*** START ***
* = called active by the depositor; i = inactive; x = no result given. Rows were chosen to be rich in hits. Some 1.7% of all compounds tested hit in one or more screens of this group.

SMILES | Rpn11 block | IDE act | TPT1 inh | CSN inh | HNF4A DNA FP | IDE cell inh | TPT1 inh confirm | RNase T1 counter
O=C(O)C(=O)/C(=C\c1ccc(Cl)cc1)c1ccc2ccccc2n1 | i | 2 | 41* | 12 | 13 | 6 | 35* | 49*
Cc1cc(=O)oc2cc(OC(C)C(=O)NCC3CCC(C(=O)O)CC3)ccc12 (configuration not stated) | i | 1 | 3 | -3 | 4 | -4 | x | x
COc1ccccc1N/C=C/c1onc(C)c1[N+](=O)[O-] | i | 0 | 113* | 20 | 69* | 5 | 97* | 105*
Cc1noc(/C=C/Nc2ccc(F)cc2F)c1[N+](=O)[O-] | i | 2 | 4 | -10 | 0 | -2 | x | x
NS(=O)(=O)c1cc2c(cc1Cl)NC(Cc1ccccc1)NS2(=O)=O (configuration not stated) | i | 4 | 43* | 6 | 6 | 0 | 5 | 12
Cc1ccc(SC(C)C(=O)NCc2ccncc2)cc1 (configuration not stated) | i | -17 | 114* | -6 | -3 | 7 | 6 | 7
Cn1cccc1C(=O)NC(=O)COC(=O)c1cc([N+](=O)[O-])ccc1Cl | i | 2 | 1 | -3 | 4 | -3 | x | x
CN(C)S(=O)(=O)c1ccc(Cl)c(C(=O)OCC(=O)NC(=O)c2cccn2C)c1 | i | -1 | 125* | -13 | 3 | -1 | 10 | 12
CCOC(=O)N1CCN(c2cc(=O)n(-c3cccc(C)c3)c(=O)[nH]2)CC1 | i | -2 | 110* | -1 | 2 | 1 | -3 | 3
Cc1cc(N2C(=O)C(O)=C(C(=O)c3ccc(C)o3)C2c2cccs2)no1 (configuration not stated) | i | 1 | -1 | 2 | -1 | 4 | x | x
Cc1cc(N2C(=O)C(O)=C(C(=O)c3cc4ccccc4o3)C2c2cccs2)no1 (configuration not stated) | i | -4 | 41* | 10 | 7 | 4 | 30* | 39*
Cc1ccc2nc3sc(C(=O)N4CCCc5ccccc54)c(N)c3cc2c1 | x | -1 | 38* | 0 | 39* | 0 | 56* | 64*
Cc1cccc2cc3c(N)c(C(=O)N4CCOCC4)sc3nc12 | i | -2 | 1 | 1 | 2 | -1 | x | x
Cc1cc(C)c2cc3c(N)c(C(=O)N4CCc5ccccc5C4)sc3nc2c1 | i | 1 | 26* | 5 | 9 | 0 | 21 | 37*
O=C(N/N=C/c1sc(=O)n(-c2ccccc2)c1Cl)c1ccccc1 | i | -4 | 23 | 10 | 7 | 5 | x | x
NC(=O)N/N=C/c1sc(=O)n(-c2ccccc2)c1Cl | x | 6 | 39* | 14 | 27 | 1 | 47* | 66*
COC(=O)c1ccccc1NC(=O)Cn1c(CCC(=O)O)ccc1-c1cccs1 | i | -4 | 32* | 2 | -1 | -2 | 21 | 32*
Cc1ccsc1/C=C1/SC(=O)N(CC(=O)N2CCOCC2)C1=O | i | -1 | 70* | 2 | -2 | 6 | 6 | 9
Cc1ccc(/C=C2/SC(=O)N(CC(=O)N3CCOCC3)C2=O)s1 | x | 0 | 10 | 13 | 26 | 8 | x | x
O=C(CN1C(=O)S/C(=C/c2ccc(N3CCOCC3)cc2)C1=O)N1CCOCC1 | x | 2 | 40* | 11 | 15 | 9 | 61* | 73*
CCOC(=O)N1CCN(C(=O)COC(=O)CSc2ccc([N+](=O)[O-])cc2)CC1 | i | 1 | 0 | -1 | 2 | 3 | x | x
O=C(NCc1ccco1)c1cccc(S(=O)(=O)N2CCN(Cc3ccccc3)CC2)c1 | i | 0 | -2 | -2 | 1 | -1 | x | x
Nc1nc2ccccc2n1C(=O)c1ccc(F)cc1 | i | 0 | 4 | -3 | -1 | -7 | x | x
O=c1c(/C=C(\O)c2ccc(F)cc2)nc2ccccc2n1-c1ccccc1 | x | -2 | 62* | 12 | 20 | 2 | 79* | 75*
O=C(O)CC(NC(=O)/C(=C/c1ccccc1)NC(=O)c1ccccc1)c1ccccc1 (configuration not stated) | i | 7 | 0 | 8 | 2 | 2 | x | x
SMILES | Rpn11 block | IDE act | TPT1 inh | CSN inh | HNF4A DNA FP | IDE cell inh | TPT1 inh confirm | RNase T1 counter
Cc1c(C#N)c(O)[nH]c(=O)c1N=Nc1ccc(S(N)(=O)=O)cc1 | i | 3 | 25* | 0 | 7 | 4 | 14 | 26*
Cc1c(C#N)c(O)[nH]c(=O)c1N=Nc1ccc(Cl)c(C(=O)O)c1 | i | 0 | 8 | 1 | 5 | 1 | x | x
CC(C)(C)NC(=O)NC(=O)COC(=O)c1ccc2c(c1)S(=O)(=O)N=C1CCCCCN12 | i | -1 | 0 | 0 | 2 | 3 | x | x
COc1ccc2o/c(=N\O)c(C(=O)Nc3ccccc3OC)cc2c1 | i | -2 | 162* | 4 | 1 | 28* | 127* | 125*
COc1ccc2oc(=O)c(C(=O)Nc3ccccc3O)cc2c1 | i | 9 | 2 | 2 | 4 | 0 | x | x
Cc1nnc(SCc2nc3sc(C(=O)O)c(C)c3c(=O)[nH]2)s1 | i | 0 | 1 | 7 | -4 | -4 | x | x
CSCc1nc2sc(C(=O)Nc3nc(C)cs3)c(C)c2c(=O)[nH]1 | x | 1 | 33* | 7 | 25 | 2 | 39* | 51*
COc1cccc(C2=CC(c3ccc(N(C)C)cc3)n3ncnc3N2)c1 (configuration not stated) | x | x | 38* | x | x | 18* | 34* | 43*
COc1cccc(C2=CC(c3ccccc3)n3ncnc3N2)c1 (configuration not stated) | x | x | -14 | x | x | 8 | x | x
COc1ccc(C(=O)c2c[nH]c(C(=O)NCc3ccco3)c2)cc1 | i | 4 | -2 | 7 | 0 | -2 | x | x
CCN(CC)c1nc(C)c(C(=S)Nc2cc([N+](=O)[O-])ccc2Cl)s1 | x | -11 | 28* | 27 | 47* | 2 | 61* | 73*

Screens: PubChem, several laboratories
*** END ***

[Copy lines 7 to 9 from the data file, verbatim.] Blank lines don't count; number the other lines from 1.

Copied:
NS(=O)(=O)c1cc2c(cc1Cl)NC(Cc1ccccc1)NS2(=O)=O (configuration not stated) | i | 4 | 43* | 6 | 6 | 0 | 5 | 12
Cc1ccc(SC(C)C(=O)NCc2ccncc2)cc1 (configuration not stated) | i | -17 | 114* | -6 | -3 | 7 | 6 | 7
Cn1cccc1C(=O)NC(=O)COC(=O)c1cc([N+](=O)[O-])ccc1Cl | i | 2 | 1 | -3 | 4 | -3 | x | x